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Change of state isn't recognized properly in Door object  RSS feed

 
Sada Abe
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Hello,
I'm having to code a door object and I have got it to compile and run. The door should open if and only if the door is closed and unlocked. It will close only if it's open, and lock only if it's unlocked. It is initialized as being unlocked and open using boolean values. However, it is not registered when a door is already opened, closed, or locked, after calling a method. It always refers to the initialized values. I am not allowed to add additional methods or values. What should I do?
Sorry for the length, but the code looks simple enough. In the TestDoor,
It will output that it is already unlocked and open because that is what it's initialized as. It will close, but if it's closed again it will output the same message that, "The door is now closed." The same happens for locking it twice, instead of saying its already in that state. Opening the door after its closed and locked will say that's already open, referring to the initial value. The code was lengthier before, but I tried to make it as simple as possible. Any insight would be appreciated, thanks.
 
Campbell Ritchie
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Welcome to the Ranch

You have some dangerous repetitions. Why do you have a locked field and isLocked? You need to delete one of them. You are also re‑declaring the fields in the constructor. You mustn't declare things which look like the fields in the constructor; you should simply initialise them. If you use this.inscription = in the constructor, call the parameter inscription too, so it will be obvious to users what it means.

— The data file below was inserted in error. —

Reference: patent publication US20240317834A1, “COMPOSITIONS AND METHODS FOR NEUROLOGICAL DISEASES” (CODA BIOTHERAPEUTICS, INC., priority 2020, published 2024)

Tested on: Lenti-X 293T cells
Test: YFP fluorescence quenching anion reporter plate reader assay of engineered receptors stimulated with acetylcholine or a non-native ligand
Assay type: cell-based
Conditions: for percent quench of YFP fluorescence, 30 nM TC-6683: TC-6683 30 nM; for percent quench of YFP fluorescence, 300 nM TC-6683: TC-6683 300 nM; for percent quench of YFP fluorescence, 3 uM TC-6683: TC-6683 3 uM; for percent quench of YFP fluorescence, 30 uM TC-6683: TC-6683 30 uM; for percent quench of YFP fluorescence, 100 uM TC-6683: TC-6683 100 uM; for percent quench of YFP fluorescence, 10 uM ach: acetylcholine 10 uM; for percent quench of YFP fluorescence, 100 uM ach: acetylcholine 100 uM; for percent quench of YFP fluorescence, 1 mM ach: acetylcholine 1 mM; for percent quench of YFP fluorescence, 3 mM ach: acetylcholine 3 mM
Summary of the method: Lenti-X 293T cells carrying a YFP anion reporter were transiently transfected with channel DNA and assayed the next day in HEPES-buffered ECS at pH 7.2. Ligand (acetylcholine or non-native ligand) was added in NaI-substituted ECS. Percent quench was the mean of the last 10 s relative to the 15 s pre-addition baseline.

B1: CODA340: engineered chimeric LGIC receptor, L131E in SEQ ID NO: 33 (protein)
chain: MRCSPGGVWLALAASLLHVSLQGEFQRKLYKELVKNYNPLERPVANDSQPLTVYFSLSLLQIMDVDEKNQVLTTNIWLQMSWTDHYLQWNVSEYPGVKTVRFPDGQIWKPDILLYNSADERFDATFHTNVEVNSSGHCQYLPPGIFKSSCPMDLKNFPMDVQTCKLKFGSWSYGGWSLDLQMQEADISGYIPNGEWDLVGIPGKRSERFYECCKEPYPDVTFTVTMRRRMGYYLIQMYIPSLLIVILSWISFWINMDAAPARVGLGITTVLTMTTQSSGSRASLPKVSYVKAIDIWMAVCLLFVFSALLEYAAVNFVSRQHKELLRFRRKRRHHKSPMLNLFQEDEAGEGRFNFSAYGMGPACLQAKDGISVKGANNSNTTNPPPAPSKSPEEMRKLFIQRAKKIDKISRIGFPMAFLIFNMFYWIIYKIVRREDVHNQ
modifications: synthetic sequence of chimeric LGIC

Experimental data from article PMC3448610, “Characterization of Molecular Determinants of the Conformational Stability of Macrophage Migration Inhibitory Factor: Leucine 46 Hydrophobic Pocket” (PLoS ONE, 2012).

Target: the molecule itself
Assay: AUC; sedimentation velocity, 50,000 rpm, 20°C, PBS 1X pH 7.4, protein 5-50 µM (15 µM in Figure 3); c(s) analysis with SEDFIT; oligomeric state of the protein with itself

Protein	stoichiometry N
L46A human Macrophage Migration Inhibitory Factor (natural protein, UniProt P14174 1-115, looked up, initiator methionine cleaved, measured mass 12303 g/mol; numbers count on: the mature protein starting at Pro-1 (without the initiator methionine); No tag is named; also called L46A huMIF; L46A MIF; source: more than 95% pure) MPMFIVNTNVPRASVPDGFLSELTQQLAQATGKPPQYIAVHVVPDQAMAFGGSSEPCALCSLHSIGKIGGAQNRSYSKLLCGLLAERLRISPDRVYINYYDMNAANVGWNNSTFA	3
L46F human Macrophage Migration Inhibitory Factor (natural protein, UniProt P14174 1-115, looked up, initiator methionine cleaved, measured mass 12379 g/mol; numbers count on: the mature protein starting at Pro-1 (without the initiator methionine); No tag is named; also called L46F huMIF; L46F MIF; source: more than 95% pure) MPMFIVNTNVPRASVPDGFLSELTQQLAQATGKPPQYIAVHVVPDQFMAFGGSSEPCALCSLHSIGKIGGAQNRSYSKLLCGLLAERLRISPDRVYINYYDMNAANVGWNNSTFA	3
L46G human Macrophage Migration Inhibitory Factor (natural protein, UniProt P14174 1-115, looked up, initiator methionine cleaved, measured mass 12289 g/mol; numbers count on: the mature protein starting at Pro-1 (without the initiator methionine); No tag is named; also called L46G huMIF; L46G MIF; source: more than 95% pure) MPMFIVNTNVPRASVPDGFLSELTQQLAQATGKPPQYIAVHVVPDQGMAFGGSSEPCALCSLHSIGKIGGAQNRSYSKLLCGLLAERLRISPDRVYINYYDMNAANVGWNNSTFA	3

Please reformat the code so there is one blank line between successive methods/constructors etc.
Please reformat methods like isLocked because you don't need those ifs.
 
Campbell Ritchie
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Please remove all those imports; you are not using any of them. You should not use any imported classes in this class, but you might need them elsewhere.
 
Sada Abe
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I had those locked/isLocked fields because I forgot how I was supposed to go about this kind of thing, but once you said 'declare' and 'initialize' it totally clicked. My professor provided the variable names like "String c," but I changed that since I agree with you. The imports are something my professor copy and pastes every time he opens a new file, so I copied him. The new code works perfectly: But I still have some questions...
Is the only purpose of isClosed and isLocked to return closed and locked, so that when their values are changed in other methods, it stays that way? The prompt says that isClosed() should return true if the Door is closed; this is why I thought I should have the if-else statement to return true when closed is true. Did I just misinterpret the wording?

Also, the use of 'this.' isn't really necessary here, right? Because variables of the same name won't be used elsewhere? Thank you for the help!
 
Campbell Ritchie
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In that constructor, yes, you must use this. in line 9.
The fields locked and closed already are either true or false, so those isXXX methods simply return true or false as appropriate.
In the lock() method you don't need else if. You simply need if‑else. Probably similarly for unlock().
Unless you have been told otherwise the getInscription method should return the inscription and nothing else.

That is a great improvement on the previous code; well done
 
Campbell Ritchie
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Do you really want
else if (!closed && !locked)
in line 28? If the door is already open, does it matter whether it is locked or not? You said you can close the door when it is locked, so you can presumably lock a door which is open without closing it. I think you may be able to change the final else if in the open() and close() method to plain simple else if you go through all the possible combinations.
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